Jaffe’s listing is named “San Diego Historic Victorian Private 3-Room Suite,” which highlights the most appealing things about her property. A three-room suite isn’t always easy to find on Airbnb, and the historic nature of her home appeals to certain travelers.

Set House Rules

Airbnb has a set list of rules you can opt into if you’d like them included in your listing. A few of these include: suitable for pets, smoking not allowed and whether events or parties are allowed. You also have the option to write in additional rules.

Jaffe, for example, prefers to be present when her guests first arrive. “I’ve chosen not to have anyone come here when I’m not here to greet them,” she says. 

Set up Your Calendar

Taking time to set up your calendar is important, because if you cancel on your guests, Airbnb will charge you a penalty fee.

A few questions you’ll answer include:

  • How often do you want to have guests?
  • How much notice do you need before a guest arrives?
  • When can guests check in?
  • How far in advance can guests book?
  • How long can guests stay?

You’ll be able to adjust these settings as you go, so you can find out what works best for you.

Price Your Space

Airbnb has a Smart Pricing tool, which you can opt into to automatically adjust the price of your listing according to demand. For example, when the demand spikes during San Diego Beer Week every November, Airbnb will likely increase the price of your listing automatically.

You can set price minimums and maximums, so your listing won’t dip below a certain amount or spike to something unrealistic. Although Airbnb will suggest these amounts when you’re signing up, Jaffe urges new hosts to do their own research.

Here are a few tips to help you determine these numbers:

  • Consider your expenses, i.e. utilities, cleaning and any maintenance requirements.
  • Be realistic.
  • Search other Airbnb listings in your area and price just below those.

When you’re starting out, you’ll want to price your place lower, so you can get guests in and accumulate reviews, which will help increase bookings in the long run.

Note Your Local Laws

You’re almost done setting up your listing! Now Airbnb will remind you to familiarize yourself with your local laws.

San Diego officials have long debated restricting short-term rentals in the city, but there currently are no clear restrictive rules. In the city of San Diego, you have to get a Transient Occupancy Registration Certificate, which you can do online. You also have to pay a 10.5% tax on your rental income, which Airbnb collects and remits on behalf of hosts.

Also Consider…

In addition to hosting laws, you’ll also want to check with your homeowners association or landlord to make sure short-term rentals are permitted.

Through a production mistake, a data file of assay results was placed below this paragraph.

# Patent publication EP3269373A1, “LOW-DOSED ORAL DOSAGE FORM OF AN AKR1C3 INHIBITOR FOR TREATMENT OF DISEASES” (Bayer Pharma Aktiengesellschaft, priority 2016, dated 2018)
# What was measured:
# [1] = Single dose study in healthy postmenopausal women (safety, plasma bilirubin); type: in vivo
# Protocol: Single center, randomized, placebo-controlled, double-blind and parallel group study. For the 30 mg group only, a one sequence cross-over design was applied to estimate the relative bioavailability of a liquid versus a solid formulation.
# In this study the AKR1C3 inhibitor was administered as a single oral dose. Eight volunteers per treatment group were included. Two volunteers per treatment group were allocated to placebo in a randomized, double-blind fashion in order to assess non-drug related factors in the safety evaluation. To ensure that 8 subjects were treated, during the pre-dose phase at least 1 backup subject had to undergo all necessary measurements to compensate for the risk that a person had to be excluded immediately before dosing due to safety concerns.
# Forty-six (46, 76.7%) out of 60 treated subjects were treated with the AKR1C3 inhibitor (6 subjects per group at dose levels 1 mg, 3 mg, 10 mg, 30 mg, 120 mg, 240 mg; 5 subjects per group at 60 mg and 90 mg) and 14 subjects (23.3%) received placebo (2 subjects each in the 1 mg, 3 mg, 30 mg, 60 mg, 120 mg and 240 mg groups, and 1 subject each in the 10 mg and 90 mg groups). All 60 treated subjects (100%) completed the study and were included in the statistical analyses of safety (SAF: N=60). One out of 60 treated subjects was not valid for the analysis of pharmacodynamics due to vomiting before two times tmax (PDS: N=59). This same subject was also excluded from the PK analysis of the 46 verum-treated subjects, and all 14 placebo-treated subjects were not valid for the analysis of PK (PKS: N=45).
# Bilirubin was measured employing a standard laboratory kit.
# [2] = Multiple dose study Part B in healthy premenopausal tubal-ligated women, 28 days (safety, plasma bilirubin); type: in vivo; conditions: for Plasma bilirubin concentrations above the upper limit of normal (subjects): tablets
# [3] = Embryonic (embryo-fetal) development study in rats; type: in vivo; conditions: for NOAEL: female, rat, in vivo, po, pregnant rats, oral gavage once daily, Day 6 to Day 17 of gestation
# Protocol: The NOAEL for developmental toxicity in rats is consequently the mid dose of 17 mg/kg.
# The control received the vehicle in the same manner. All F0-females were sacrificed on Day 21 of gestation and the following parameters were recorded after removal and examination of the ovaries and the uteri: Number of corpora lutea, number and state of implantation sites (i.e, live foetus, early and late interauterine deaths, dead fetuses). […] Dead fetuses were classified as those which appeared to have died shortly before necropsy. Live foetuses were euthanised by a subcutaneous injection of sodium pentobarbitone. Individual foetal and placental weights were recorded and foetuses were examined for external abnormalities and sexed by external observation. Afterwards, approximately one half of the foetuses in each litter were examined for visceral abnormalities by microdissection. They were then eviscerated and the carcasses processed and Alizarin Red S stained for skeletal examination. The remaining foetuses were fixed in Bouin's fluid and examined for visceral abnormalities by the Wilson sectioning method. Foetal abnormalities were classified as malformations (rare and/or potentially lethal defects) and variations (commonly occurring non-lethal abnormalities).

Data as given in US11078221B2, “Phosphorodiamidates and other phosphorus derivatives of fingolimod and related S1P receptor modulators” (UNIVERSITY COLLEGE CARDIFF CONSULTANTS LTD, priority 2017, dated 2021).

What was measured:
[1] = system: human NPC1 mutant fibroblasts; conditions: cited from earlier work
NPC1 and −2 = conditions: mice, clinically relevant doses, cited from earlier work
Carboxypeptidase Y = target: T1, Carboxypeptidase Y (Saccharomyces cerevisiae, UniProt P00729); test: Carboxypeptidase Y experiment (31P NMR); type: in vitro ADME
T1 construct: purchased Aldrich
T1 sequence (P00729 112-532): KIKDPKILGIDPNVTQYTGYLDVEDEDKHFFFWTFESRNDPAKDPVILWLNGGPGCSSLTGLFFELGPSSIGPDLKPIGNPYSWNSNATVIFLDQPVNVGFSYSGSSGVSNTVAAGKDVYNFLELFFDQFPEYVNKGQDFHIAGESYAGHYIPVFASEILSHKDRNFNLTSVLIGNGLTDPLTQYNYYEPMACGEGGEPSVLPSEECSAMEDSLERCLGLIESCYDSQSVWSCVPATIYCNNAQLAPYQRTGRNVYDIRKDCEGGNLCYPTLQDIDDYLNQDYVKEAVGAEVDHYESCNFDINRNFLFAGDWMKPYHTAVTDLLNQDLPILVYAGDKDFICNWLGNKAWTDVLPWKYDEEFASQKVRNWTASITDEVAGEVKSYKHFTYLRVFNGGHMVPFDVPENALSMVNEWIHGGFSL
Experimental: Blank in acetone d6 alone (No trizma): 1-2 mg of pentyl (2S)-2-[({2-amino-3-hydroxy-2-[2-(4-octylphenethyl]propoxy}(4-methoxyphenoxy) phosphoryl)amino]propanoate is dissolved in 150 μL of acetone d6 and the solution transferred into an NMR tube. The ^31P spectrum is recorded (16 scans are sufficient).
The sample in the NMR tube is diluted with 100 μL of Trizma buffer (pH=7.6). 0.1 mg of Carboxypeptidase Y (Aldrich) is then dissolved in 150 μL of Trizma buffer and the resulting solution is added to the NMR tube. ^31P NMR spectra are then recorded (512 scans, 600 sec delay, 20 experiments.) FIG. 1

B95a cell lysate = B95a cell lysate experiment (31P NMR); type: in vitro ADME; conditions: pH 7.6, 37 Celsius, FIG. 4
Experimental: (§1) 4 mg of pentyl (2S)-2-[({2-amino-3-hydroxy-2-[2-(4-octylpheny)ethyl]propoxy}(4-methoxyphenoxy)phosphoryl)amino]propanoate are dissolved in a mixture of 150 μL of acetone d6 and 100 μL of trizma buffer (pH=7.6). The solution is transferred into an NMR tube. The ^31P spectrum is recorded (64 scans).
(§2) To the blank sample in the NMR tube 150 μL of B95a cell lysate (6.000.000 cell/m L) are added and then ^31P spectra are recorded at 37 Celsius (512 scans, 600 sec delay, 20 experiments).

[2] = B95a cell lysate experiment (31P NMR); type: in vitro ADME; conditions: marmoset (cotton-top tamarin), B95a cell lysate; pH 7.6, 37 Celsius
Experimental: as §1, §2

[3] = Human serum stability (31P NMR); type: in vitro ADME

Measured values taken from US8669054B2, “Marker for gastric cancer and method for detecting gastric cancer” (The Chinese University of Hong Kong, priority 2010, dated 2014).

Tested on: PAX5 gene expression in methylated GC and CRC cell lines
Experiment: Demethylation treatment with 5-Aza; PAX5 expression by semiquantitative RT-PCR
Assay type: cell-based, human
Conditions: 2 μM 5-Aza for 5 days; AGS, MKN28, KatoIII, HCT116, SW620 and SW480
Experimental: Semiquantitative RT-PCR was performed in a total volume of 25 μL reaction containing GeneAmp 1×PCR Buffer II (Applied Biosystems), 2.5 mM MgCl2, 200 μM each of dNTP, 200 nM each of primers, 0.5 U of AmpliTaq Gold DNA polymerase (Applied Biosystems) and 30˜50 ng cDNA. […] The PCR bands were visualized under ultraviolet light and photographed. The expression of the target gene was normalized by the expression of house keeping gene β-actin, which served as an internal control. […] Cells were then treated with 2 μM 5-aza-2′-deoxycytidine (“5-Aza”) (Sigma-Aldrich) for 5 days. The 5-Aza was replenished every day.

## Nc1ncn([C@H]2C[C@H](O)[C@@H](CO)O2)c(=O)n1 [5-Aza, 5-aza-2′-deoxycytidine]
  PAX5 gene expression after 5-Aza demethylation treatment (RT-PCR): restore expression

Also note that short-term rentals could invalidate some homeowner’s insurance, so check these policies with your provider.

Airbnb also includes liability insurance for up to $1 million, but Jaffe suggests setting aside some money for damages. 

As you start booking guests, you’ll also want to keep tabs on expenses and revenue for tax purposes.

She also reminds hosts to take advantage of tax deductions. Because she has guests staying in her space, she can deduct many charges as business expenses, including utilities, furniture, home improvement, even electronics — basically anything guests will also benefit from or use.

Listen to Feedback from Your Guests

If there’s anything about your guests’ experience you need to improve, they’ll let you know. All you have to do is listen.

“Guests would tell me things, and I would accommodate them,” Jaffe says. “Someone would say, ‘You need a hook for the towels right by the bath,’ or ‘You don’t have enough wine glasses.’ So I went out and bought wine glasses.”

 “I didn’t take the comments personally. I used them to inform how I was going to be a good host.”

Ready to Try Hosting? 

How are you feeling? Like we said, listing your place on Airbnb is simple.

Our biggest tip? Stay up on your listing and be connected to it.

Airbnb is constantly changing its features, so keep your eyes peeled. Don’t be afraid to tweak your listing description, prices and calendar settings. Plus, San Diego itself is constantly evolving, so stay in tune with your city. 

Use Airbnb’s price calculator to get started.

Jaffe says the most rewarding part of hosting has been all the interesting people she’s met. “Everyone who comes here has been genuinely nice and joyful and happy to be here,” she says. “They always thank me for opening my home.”

Mike Brassfield ([email protected]) is a senior writer at The Penny Hoarder.